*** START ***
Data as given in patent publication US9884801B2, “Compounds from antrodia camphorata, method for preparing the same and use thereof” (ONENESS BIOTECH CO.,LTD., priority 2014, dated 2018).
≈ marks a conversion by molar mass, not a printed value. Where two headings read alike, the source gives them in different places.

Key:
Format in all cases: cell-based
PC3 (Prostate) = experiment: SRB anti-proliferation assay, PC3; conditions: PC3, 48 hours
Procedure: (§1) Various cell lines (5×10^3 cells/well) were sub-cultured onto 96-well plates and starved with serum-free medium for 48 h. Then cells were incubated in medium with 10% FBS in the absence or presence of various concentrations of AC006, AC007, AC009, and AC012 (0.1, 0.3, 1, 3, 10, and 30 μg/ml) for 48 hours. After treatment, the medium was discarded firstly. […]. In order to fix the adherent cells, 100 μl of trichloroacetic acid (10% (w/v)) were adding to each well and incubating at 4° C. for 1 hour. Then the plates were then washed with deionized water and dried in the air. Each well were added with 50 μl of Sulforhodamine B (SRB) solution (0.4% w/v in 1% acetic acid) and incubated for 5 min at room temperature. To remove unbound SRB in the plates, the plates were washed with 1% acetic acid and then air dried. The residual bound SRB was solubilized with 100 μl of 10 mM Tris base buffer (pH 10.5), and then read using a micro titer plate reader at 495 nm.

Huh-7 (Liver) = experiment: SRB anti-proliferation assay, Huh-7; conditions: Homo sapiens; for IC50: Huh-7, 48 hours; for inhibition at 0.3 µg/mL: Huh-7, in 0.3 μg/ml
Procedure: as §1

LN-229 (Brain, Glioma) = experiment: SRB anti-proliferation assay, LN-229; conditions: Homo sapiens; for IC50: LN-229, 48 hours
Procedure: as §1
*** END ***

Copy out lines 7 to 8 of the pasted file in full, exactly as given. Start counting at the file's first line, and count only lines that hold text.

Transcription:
Huh-7 (Liver) = experiment: SRB anti-proliferation assay, Huh-7; conditions: Homo sapiens; for IC50: Huh-7, 48 hours; for inhibition at 0.3 µg/mL: Huh-7, in 0.3 μg/ml
Procedure: as §1